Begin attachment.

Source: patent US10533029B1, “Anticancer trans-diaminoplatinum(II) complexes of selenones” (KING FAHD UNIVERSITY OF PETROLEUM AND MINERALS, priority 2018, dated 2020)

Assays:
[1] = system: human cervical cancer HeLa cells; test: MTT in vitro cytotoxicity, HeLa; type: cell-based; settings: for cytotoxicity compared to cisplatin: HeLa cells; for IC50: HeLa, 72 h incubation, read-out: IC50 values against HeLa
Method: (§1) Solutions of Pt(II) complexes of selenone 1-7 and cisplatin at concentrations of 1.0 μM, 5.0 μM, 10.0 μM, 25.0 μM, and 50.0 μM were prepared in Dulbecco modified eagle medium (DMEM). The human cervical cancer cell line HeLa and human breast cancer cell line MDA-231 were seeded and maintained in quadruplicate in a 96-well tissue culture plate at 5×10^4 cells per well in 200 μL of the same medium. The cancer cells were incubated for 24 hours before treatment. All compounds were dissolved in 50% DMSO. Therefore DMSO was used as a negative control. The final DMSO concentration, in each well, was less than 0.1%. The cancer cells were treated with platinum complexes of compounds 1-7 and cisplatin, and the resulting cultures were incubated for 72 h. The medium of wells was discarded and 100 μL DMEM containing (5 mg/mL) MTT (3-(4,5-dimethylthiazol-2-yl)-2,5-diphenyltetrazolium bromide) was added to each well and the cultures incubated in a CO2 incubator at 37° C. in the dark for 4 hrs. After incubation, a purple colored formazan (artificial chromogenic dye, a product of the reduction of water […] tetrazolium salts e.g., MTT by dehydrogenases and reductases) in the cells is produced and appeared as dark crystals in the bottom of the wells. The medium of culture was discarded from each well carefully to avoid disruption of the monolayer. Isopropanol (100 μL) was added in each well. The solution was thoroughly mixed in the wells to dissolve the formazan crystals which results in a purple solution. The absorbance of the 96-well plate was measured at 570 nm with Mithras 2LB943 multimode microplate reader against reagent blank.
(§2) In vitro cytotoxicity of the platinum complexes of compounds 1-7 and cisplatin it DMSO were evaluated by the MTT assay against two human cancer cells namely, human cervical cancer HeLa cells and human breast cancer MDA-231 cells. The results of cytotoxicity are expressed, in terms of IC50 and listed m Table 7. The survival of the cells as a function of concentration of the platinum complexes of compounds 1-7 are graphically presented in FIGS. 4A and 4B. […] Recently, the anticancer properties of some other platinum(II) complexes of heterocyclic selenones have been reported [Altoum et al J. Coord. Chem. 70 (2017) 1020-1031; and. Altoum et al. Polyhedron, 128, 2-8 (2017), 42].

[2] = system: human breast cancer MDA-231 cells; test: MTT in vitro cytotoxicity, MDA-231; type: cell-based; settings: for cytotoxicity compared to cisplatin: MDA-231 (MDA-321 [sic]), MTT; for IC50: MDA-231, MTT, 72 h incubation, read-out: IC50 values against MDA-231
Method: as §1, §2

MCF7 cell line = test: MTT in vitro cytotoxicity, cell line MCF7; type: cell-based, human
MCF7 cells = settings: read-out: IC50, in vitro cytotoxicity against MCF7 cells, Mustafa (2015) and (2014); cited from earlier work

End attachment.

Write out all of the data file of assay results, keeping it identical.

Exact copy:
Source: patent US10533029B1, “Anticancer trans-diaminoplatinum(II) complexes of selenones” (KING FAHD UNIVERSITY OF PETROLEUM AND MINERALS, priority 2018, dated 2020)

Assays:
[1] = system: human cervical cancer HeLa cells; test: MTT in vitro cytotoxicity, HeLa; type: cell-based; settings: for cytotoxicity compared to cisplatin: HeLa cells; for IC50: HeLa, 72 h incubation, read-out: IC50 values against HeLa
Method: (§1) Solutions of Pt(II) complexes of selenone 1-7 and cisplatin at concentrations of 1.0 μM, 5.0 μM, 10.0 μM, 25.0 μM, and 50.0 μM were prepared in Dulbecco modified eagle medium (DMEM). The human cervical cancer cell line HeLa and human breast cancer cell line MDA-231 were seeded and maintained in quadruplicate in a 96-well tissue culture plate at 5×10^4 cells per well in 200 μL of the same medium. The cancer cells were incubated for 24 hours before treatment. All compounds were dissolved in 50% DMSO. Therefore DMSO was used as a negative control. The final DMSO concentration, in each well, was less than 0.1%. The cancer cells were treated with platinum complexes of compounds 1-7 and cisplatin, and the resulting cultures were incubated for 72 h. The medium of wells was discarded and 100 μL DMEM containing (5 mg/mL) MTT (3-(4,5-dimethylthiazol-2-yl)-2,5-diphenyltetrazolium bromide) was added to each well and the cultures incubated in a CO2 incubator at 37° C. in the dark for 4 hrs. After incubation, a purple colored formazan (artificial chromogenic dye, a product of the reduction of water […] tetrazolium salts e.g., MTT by dehydrogenases and reductases) in the cells is produced and appeared as dark crystals in the bottom of the wells. The medium of culture was discarded from each well carefully to avoid disruption of the monolayer. Isopropanol (100 μL) was added in each well. The solution was thoroughly mixed in the wells to dissolve the formazan crystals which results in a purple solution. The absorbance of the 96-well plate was measured at 570 nm with Mithras 2LB943 multimode microplate reader against reagent blank.
(§2) In vitro cytotoxicity of the platinum complexes of compounds 1-7 and cisplatin it DMSO were evaluated by the MTT assay against two human cancer cells namely, human cervical cancer HeLa cells and human breast cancer MDA-231 cells. The results of cytotoxicity are expressed, in terms of IC50 and listed m Table 7. The survival of the cells as a function of concentration of the platinum complexes of compounds 1-7 are graphically presented in FIGS. 4A and 4B. […] Recently, the anticancer properties of some other platinum(II) complexes of heterocyclic selenones have been reported [Altoum et al J. Coord. Chem. 70 (2017) 1020-1031; and. Altoum et al. Polyhedron, 128, 2-8 (2017), 42].

[2] = system: human breast cancer MDA-231 cells; test: MTT in vitro cytotoxicity, MDA-231; type: cell-based; settings: for cytotoxicity compared to cisplatin: MDA-231 (MDA-321 [sic]), MTT; for IC50: MDA-231, MTT, 72 h incubation, read-out: IC50 values against MDA-231
Method: as §1, §2

MCF7 cell line = test: MTT in vitro cytotoxicity, cell line MCF7; type: cell-based, human
MCF7 cells = settings: read-out: IC50, in vitro cytotoxicity against MCF7 cells, Mustafa (2015) and (2014); cited from earlier work